New lease designs from the UK’s Simplification Centre

The UK design group the Simplification Centre has proposed new landlord-tenant agreement designs that can better lay out rights, responsibilities, and services.

The Simplification Centre redesigned a landlord-tenant lease in a design workshop, to improve the agreement and how it sets up the relationship. They have thorough documentation of the possible new lease designs, with explanations of how this agreement could be more proactive, usable, and prevent problems.

The goal of the design workshop was to increase the amount that people would read & regularly consult the lease, and be able to understand it & how it applies. It’s an important document that should lay out rights & responsibilities, and what to do if you are dealing with problems.

In most leases, the key things to do are:

  • Identify property and parties
  • The time period for how long it lasts, and how it might end
  • The money that is needed for rent, deposit, and what happens if it doesn’t get paid
  • Rights and responsibilities of both parties, what they can do and not do

So how to lay out these things — and what else should be added in?

The designers looked at existing agreements and found the most common clauses

  • Then they grouped the clauses among common sense, clarification, good manners, fairness/resolution of problems
  • Agreements are very different! You need to know the differences
  • They seem to be randomly created based on individual problems 

What would a good lease be like? The best agreement should be clear and navigable – – more than just plain English. It should be a document used regularly throughout the relationship. It is especially important at the beginning & end of a landlord-tenant relationship. Should they even be getting into the relationship at all? And if you want to end it, how do you do it in the least-harmful way?

The Design workshop, learnings & prototypes

The group got together to map and sketch out what a better lease could be. They read through samples, unpacked them, and did extensive sketching to imagine the function & possible layouts of a better lease.

Some design themes that came out:

  • Tenancy can be a product. The landlord is the business offering the home. What about the consumer?
  • Think through Interfaces to make the contract clauses come alive & be useful. In addition to the written document, also maybe have signs, fliers, and other contextual communications to make those clauses matter when people are in that siutation.
  • It should be a relationship enabler. It should help them cooperate, be considerate, and keep a good journey of interactions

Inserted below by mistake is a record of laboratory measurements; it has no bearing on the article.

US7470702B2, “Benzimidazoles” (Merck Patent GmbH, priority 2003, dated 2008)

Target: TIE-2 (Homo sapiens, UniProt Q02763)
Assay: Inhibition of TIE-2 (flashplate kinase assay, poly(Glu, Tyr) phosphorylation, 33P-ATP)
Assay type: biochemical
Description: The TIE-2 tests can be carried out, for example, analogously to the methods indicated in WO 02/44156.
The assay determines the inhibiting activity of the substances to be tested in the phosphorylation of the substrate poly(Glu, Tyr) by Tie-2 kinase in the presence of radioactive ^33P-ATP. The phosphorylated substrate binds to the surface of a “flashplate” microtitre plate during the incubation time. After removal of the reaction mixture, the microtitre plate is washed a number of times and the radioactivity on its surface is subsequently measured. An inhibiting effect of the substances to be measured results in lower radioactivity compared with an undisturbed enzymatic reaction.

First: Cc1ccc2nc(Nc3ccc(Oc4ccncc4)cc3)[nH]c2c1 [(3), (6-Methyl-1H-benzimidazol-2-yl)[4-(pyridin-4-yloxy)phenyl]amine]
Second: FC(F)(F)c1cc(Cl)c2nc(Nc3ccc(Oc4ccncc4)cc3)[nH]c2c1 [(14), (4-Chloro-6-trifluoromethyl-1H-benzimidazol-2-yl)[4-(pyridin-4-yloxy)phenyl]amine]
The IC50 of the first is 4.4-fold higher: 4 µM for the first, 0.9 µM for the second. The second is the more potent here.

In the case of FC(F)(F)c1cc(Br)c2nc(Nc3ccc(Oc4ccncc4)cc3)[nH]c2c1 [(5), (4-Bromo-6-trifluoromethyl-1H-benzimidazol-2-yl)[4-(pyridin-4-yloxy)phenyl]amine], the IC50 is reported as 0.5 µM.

• Content might be organized around a timeline, a plan, or another visual pattern to make it clear.

The designers in the workshop came up with two main hypothetical lease designs.

  1. Option A: A relationship design would have the two parties laid out clearly in the agreement with images, profiles, contact, etc. It organizes all the information & clauses based on the people involved — with their faces, names, and separate columns/colors the guiding design architecture.
  2. Option B: A functional design can be highly usable with clear layout, timeline, dates, zones of information, and dates. Here the other contract and government design principles can be used in this agreement, too.

Takeaways for eviction prevention

This design workshop happened without the guiding principle of eviction prevention. What might we add into these design principles & proposals based on the goal of preventing conflicts & lawsuits?

  • Including Services in the Agreement. In addition to the terms that the designers identified as already existing in the agreements, what about things that could help if issues arise? This could be around emergency rent assistance, mediation, or otherwise.
  • Planning for Problems. With the eviction crisis, it’s good to acknowledge this possibility rather than ignoring it. Kind of like a prenuptial agreement, these kinds of clauses could make explicit what each party will & should do if they are problems with rent payments, behavior, or otherwise. It could lay out a specific timeline of what might happen & give the parties a chance to negotiate this before they are in the heat of the moment.
  • Ensuring Tenants Know Their Rights & the Law. The agreement might also be an important learning moment. What does the law say about a person’s right to fair & safe housing? What does it say about how leases may end & when landlords may sue tenants? What about the rights that a tenant has, and how to bring defenses or complaints?
  • Having the warning notices already in the packet. The landlord should have possible notices & warnings already included in what the tenant sees. In that way, the tenant can get to know what these papers are, how to recognize them, what they mean (and don’t mean), and understand how to act if something happens.

Leave a Reply